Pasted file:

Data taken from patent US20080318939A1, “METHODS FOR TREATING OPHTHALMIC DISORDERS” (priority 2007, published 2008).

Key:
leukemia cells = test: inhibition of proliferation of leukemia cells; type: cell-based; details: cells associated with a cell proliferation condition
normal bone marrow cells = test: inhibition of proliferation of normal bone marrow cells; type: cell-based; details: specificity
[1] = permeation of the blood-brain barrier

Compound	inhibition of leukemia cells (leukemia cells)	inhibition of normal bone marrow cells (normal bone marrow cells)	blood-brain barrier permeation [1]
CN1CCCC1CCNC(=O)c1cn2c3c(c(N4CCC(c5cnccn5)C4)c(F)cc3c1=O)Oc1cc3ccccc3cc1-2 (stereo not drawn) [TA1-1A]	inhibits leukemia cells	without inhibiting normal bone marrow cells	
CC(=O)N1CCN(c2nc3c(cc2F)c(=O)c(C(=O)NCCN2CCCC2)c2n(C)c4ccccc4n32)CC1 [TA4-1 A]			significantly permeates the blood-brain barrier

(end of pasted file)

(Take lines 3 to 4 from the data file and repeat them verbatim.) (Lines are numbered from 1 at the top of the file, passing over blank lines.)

leukemia cells = test: inhibition of proliferation of leukemia cells; type: cell-based; details: cells associated with a cell proliferation condition
normal bone marrow cells = test: inhibition of proliferation of normal bone marrow cells; type: cell-based; details: specificity